Bridge Collapse Snarls Consol Energy Coal Exports From Port Of Baltimore

Zinger Key Points
  • Coast Guard is blocking shipping traffic in area of Francis Scott Key Bridge wreckage.
  • The port of Baltimore is nation’s second-biggest hub for exporting coal.

U.S. coal miner and exporter Consol Energy Inc. CEIX said Tuesday that a major bridge collapse is delaying vessel access at its terminal at the Port of Baltimore.

Early Tuesday, a container ship the company said wasn't carrying Consol coal struck a support column of the Francis Scott Key Bridge, which later collapsed. Search efforts for six people were ongoing Tuesday afternoon, according to media reports.

After the collapse, the Coast Guard established a "safety zone" within a 2,000-yard radius around the bridge wreckage, Consol said.

"As a result, vessel access in and out of the CONSOL Marine Terminal, which is located in the Port of Baltimore, has been delayed," the company said in a statement.

"We are working closely with the Coast Guard, transportation authorities and city officials to safely restore vessel access to and resume normal operations at our CONSOL Marine Terminal," the statement continued. "However, at this moment, we do not have a definitive timeline of when vessel access or normal operations will resume. We are looking at all available options to us to minimize or address direct and indirect impacts to the company and its operations."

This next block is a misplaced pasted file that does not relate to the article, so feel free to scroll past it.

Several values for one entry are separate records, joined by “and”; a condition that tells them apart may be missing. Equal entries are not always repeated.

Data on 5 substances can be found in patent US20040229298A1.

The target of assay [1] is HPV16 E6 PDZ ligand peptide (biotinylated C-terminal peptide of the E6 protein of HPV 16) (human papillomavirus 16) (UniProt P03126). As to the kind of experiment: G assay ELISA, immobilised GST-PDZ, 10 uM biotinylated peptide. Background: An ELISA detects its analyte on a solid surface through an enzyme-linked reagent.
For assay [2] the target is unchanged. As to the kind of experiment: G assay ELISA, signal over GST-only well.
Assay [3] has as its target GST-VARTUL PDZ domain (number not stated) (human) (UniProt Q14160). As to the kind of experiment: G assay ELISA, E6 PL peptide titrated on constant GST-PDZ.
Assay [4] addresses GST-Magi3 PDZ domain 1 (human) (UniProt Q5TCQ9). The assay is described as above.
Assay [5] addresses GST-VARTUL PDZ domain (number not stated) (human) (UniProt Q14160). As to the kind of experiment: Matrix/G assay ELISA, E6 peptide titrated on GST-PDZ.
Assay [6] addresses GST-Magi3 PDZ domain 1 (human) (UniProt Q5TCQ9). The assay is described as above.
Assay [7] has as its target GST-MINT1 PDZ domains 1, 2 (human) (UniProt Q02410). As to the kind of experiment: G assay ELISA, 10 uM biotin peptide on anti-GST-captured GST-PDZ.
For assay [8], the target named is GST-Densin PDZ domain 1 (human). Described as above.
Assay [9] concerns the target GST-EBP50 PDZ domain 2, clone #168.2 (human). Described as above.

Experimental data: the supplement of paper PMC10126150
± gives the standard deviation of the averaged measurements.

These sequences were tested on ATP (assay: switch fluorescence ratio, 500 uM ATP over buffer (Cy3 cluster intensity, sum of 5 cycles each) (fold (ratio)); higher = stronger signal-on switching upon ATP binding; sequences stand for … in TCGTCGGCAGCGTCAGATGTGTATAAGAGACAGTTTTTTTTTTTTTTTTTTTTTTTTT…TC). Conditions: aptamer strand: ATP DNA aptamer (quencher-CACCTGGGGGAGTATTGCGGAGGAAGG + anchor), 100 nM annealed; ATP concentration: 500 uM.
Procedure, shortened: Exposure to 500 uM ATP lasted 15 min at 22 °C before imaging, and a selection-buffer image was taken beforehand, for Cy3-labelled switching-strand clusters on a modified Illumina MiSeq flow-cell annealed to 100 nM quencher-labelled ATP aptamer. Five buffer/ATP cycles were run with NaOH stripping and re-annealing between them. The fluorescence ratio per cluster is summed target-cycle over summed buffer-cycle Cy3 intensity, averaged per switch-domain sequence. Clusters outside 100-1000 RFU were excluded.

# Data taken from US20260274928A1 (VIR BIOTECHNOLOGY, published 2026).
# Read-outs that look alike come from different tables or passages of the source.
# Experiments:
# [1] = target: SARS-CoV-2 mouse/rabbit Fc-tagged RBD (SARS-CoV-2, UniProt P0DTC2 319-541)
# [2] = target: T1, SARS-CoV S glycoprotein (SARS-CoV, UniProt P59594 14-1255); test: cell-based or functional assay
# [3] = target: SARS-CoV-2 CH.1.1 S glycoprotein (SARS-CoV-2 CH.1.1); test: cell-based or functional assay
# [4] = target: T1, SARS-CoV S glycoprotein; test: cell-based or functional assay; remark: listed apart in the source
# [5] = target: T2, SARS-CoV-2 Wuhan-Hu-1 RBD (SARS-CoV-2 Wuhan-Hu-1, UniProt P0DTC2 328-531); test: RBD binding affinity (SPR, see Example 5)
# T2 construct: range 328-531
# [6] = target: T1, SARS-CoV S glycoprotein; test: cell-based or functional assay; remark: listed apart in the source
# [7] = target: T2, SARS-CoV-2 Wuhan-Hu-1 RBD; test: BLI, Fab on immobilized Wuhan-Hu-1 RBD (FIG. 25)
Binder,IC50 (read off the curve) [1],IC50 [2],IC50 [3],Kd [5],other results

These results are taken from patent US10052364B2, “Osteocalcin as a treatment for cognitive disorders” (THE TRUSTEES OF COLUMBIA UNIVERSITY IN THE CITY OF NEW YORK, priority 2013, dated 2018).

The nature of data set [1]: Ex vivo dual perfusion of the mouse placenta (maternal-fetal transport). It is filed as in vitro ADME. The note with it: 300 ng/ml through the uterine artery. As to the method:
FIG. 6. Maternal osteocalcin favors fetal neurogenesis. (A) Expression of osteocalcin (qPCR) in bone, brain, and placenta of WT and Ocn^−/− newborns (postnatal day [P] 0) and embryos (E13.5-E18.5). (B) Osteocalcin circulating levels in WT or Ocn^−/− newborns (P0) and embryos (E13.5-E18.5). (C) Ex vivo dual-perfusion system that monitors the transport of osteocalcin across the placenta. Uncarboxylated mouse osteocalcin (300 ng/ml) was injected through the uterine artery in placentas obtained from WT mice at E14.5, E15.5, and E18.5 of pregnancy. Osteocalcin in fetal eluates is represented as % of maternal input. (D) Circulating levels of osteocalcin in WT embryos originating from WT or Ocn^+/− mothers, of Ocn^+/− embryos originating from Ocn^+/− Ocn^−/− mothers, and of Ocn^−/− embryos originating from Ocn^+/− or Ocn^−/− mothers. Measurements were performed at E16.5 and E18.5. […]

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The Port of Baltimore is the nation's second-biggest coal exporting hub after Norfolk, Va., and handled about a fifth of U.S. coal exports in 2022, according to the U.S. Energy Information Administration.

Last year, Consol's Baltimore marine terminal brought in nearly $70 million in net income from 19 million tons of coal that passed through the facility, according to company financial data. Consol derives 60% of its revenue from export sales. 

The company said the terminal is one of two export terminals on the Eastern Seaboard that can serve the biggest ocean-going vessels. It is the only one served by two rail lines, CSX Corp. CSX and Norfolk Southern Corp. NSC.

"The accident is a serious blow to the port operations of both CSX and Norfolk Southern, particularly for intermodal container, automotive and coal traffic," according to a report in Railway Age.

CSX said customers should expect delays, and Norfolk Southern said it was assessing the impact on its operations and would issue a customer advisory, the trade publication reported. 

Consol shares fell nearly 7% Tuesday, making it one of the market's notable losers on a day when the S&P 500 recorded a 0.3% decline.

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Photo: Tugs assisting tanker approaching Baltimore’s Francis Scott Key Bridge (I-695), Shutterstock

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